The Pro Air are completely ineffective it takes 5 huff to have any relief at all. An if you leave it in your pocket all day the heat from you body renders it useless and you jest have to toss then in the trash. I have complained since Kaiser switch venders to no effect. At a different medical group I was given Ventilin, One huff relief ! But I do not know if it was CFC inhaler, as it was 2 years ago. It seamed a much more power full delivery of the medicine.

June 28, 2013 at 11:57 pm
(21) Janice says:

I have used ProAir inhalers for a really long time. Recently they started coming with the dose counter. Initially, I was very excited about the dose counter since I have always thought they should have a dose counter. But, I am now feeling the counter mechanism may be interfering with the dosage. Last month I used a whole 200 dose inhaler in one week (literally 7 days) because the puffs weren’t giving me any relief so I kept puffing (dr visits & prednisone mixed in between). Tonight after my walk, i used the dose counter inhaler 3 times with no relief. I was really struggling for a breath so I put the canister in an old inhaler case that doesn’t have the dose counter and was 100% better with 1 puff. Dose counter=good idea, but they need to go back to the drawing board.

August 13, 2013 at 5:18 pm
(22) lee says:

This needs updating, as ProAir now has counter (dose meter) as does Ventollin and Combivent.
Question: Re Combivent ‘s additional ingredient: ipratropium bromide.
What is the purpose of this?

August 13, 2013 at 9:41 pm
(23) DS says:


October 24, 2013 at 9:39 am
(24) k wiliams says:

ProAir has ethanol in it. My 3 year old daughter used to get Ventolin. The Medicaid decided to switch her over to the ProAir….and its not working. They said Medicaid would prescribe the Ventolin as long as her DR. wrote medically necessary on the prescription. Hoping we can get it today, and get her some relief. Anyone else been told about the ethanol?

November 9, 2013 at 12:30 pm
(25) Leeza says:

Canadian pharmacies offer generic albuterol at half the price. Ask your doc to prescribe three at a time because they take awhile to arrive.

November 18, 2013 at 11:47 am
(26) js says:

Although the active ingredient is the same, there has to be a difference in the three besides the dose counter. I have been an asthmatic for 40 years (both before and after the propellant change). Proventil and ProAir have never worked as well for me as Ventolin.

February 7, 2014 at 6:24 am
(27) Generic HFA Inhalers says:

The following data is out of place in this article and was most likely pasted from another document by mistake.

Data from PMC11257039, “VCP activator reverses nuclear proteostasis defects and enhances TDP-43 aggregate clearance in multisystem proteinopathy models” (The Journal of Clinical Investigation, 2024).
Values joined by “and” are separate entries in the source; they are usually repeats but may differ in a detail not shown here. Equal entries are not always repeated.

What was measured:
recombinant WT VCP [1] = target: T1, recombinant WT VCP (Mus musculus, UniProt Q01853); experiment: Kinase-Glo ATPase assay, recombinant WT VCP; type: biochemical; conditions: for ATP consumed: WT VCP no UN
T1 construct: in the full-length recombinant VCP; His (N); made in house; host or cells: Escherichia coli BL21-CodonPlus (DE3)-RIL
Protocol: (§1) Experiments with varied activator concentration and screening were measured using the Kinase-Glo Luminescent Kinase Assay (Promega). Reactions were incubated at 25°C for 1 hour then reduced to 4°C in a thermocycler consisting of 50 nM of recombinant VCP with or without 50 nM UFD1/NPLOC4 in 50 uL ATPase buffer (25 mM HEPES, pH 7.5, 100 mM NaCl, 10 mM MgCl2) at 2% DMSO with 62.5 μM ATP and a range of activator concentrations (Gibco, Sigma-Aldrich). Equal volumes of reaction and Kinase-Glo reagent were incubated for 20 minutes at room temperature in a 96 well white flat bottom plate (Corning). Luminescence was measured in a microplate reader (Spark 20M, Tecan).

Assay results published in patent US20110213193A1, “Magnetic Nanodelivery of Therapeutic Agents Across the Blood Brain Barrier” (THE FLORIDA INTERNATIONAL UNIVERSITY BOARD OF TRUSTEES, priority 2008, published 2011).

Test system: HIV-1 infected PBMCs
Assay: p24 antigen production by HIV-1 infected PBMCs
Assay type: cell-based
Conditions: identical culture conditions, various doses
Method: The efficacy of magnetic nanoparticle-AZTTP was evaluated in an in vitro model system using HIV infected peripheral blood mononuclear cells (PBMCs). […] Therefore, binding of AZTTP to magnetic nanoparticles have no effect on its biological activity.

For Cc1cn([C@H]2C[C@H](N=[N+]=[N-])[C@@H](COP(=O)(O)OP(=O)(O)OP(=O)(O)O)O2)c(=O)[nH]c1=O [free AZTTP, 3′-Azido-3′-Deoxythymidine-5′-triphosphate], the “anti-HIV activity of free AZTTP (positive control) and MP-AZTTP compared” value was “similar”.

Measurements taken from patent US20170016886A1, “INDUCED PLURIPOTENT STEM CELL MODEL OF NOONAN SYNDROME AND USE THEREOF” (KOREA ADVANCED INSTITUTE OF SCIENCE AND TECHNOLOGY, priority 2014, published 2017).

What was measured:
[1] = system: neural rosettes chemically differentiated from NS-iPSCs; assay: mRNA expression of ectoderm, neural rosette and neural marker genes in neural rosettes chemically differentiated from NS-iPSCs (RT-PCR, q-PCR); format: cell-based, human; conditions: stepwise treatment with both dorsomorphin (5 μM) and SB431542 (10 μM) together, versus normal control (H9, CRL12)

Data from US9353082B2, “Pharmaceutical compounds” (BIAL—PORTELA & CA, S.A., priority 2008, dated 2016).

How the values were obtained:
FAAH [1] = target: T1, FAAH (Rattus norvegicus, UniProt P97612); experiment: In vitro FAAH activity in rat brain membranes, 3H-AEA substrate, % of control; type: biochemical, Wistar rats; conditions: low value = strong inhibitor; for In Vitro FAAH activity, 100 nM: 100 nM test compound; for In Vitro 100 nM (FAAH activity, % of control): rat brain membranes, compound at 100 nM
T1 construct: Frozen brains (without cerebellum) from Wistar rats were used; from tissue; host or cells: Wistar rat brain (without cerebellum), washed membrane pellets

buy generic HFA inhalers at http://www.canadadrugs.com

February 21, 2014 at 3:57 pm
(28) Andrea says:

I have been taking Proventil for many many years. When they changed it to the HFA, I had to take it more and more often, and it does NOT clear out any congestion…in fact it is worse. My mother let me try her Pro Air, and finally, relief. That being said, I would give my eye teeth to have the old style Ventilin and Proventil. What is “new and improved” is not always better.

February 28, 2014 at 12:33 pm
(29) Garry says:

Since we were force to use the new improved inhalers(mine being ProAir) I have not had the relief that the “old” inhalers gave me. My proair which has a counter on it looses its effectiveness at the 100 puff mark. So Im only getting half of the medication I pay for (which does not relief my systoms near as good as the old inhalers).
I did lodge a complaint with the FDA web site about proair. About a week later I got a call from the Proair Company. I told her my concerns and about running out of medication around the 100 puff mark. She did listen to my concerns then told me to wash it our ever few puffs. He had me send in some of my old inhalers that I had shown to my doctor. I got a letter about a month later saying that PorAir had tested my old inhalers and they worked perfectly..Maybe they work perfectly to their standards that they are force to go by. But in the real world of using them its all BS.

March 29, 2014 at 3:11 pm
(30) Renee says:

I have been suffering from asthma most of my life and also had to endure the trial and error of these medications. The manufacturers are using us all as their personal guinea pigs to make themselves wealthier. I find Ventolin to be the most effective & agree with complaints of Pro-Air. Its delivery is weak and in most cases is Not giving enough relief in a single dose. Causing people to overdose and have more frequent doctor & hospital visits. And they want to use these changes as an excuse to protect the ozone, well if they were that concerned about better air quality then smoking should be banned & cars with failing emissions should not driven due to high pollution levels. All of us need to form some sort of coalition, so that our voices are hear loud and clear while we still have some breath left. If we remain silent, we may not live see any changes made. I feel your pain.
Good luck to everyone

Leave a Comment

Line and paragraph breaks are automatic. Some HTML allowed: <a href="" title="">, <b>, <i>, <strike>

©2014 About.com. All rights reserved.

We comply with the HONcode standard
for trustworthy health
information: verify here.